By Charlotte Young
When Floyd Mayweather Jr. steps into the boxing ring on Saturday night, he’ll get paid more than any other boxer, but not just because he’s a champion in the boxing ring. Mayweather is a champion in all things concerning the game with a very unique financial model that allows him total control.
Whether or not he wins the welterweight title against Victor Ortiz, Mayweather is making a cut of every ticket and every hot dog purchased and from every country that paid for broadcasting rights. According to the New York Times, Mayweather’s chosen financial plan enables him to exchange “upfront risk for back-end profit while retaining total control.” Basically, he pays for the logistics of the game, including his opponent’s fees (which will run him about $2 million on Saturday night), advertising, publicity, legal contracts and more.
But the undefeated champ knows that his success and popularity will draw millions of fans and generate more than enough revenue in one fight. He earned $115 million in his past four fights. This Saturday night he will pay about $10 million, but expects to make about $40 million. In addition, he says the checks will continue to come for years depending on the results for instance, of the pay-per-view television numbers. His cut is much higher than most boxing professionals. For comparison, boxing champ Pacquiao will make about $30 million in total for his upcoming fight in November.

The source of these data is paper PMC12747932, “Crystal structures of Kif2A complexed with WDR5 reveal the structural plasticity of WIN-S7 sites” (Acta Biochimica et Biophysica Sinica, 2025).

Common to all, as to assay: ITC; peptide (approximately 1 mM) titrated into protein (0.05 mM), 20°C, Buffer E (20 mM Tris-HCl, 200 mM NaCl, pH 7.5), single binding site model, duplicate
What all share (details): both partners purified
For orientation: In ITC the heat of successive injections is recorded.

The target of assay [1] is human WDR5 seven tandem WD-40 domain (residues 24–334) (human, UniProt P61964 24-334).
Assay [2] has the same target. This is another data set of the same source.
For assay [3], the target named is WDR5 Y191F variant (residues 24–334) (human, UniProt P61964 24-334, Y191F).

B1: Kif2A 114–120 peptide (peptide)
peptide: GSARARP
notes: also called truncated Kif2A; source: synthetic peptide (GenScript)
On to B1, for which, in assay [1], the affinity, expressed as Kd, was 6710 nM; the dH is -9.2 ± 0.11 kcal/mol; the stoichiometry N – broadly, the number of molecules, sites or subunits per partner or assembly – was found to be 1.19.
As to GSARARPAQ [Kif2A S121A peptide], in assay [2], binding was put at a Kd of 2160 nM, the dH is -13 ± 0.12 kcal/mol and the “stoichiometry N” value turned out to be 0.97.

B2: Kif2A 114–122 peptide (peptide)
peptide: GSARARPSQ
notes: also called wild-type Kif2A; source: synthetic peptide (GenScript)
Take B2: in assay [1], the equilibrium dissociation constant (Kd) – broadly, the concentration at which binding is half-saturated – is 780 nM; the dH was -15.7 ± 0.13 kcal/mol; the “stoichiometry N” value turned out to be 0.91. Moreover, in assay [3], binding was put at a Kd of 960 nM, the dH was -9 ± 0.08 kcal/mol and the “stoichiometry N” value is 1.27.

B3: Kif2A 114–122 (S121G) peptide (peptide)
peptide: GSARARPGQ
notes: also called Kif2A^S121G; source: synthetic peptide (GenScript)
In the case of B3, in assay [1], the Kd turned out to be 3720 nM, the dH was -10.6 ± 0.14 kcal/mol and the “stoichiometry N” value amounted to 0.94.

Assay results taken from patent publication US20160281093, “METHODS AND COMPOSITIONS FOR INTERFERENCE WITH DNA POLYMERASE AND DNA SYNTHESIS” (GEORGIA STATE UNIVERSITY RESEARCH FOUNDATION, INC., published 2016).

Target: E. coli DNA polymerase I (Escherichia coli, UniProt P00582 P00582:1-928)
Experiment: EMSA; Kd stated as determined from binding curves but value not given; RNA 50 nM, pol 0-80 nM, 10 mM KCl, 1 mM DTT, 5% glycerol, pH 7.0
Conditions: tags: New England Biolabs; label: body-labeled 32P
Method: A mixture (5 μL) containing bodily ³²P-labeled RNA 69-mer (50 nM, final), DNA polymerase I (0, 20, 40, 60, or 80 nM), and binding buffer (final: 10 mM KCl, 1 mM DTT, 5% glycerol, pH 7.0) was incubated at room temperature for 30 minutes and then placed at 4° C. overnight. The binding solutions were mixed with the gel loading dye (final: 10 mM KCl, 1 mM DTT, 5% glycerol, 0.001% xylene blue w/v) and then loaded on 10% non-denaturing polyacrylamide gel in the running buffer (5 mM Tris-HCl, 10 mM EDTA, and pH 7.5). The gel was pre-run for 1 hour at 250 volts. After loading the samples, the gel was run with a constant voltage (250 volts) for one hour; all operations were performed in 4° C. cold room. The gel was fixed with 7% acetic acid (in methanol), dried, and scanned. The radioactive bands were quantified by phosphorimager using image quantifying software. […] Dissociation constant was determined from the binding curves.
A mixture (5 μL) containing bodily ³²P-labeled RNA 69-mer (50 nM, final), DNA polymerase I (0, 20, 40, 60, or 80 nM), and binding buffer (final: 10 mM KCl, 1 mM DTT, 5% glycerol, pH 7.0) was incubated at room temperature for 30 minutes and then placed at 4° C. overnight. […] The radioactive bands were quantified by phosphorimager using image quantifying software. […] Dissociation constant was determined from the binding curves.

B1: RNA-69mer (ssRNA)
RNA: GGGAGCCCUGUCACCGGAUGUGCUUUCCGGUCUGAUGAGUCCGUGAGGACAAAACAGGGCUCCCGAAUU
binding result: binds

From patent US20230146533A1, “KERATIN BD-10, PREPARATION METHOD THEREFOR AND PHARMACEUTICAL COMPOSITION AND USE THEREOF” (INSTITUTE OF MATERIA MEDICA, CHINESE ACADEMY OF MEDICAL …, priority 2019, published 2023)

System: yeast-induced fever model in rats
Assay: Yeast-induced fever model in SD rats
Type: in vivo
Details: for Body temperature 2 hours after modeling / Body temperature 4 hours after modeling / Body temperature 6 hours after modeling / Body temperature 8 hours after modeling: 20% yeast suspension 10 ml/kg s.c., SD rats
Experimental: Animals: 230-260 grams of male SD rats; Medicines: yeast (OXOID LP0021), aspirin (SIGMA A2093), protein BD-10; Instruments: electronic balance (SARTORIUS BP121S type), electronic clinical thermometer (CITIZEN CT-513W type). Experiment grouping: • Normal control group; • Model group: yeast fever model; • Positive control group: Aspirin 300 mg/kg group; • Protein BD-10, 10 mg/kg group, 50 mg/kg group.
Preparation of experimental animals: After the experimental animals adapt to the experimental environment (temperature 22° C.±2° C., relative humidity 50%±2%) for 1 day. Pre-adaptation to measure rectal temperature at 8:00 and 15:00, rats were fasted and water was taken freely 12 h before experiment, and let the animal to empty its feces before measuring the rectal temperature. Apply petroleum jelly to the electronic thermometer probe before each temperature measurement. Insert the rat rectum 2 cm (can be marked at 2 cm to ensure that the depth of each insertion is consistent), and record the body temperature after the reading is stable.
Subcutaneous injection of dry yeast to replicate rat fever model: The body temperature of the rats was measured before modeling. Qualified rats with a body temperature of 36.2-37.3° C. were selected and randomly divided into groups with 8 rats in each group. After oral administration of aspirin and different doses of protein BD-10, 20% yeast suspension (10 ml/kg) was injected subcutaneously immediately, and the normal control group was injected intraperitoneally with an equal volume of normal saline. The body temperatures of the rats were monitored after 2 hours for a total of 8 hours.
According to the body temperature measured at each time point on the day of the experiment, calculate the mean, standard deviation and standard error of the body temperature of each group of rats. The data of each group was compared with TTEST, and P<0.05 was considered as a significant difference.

Mayweather started his atypical business plan after hiring Golden Boy Promotions. The company, which was started by Oscar De La Hoya, is run by Richard Schaefer, a former Swiss banker with no history of working with boxers.
Schaeffer describes the model as a pie, with half of the money apportioned to distributers such as Time Warner and DirecTV, and the rest handed to the network, either HBO or Showtime. The network then takes its distribution fees and the rest is given to promoters or in this case, Mayweather.
Aside from the pie example, there is also a very detailed spreadsheet written in 6 point font that describes how much money Mayweather is set to make, depending on all other revenue sources connected to the boxing match.
Mayweather discloses that his financial model has never been done before, in entertainment or sports history. “You see that arena Saturday? It’s all Mayweather money,” he said to the NY Times. “Want a hot dog? Mayweather money. Want a T-shirt? Mayweather money. I need all that.”